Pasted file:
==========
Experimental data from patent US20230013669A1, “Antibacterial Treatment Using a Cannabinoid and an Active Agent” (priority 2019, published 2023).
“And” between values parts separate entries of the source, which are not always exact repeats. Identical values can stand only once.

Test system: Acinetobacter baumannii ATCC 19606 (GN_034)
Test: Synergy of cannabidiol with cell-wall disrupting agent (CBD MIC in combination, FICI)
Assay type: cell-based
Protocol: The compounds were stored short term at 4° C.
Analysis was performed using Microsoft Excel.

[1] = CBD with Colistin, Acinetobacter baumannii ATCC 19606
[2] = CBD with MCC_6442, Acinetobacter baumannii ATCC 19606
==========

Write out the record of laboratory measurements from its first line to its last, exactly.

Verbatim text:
Experimental data from patent US20230013669A1, “Antibacterial Treatment Using a Cannabinoid and an Active Agent” (priority 2019, published 2023).
“And” between values parts separate entries of the source, which are not always exact repeats. Identical values can stand only once.

Test system: Acinetobacter baumannii ATCC 19606 (GN_034)
Test: Synergy of cannabidiol with cell-wall disrupting agent (CBD MIC in combination, FICI)
Assay type: cell-based
Protocol: The compounds were stored short term at 4° C.
Analysis was performed using Microsoft Excel.

[1] = CBD with Colistin, Acinetobacter baumannii ATCC 19606
[2] = CBD with MCC_6442, Acinetobacter baumannii ATCC 19606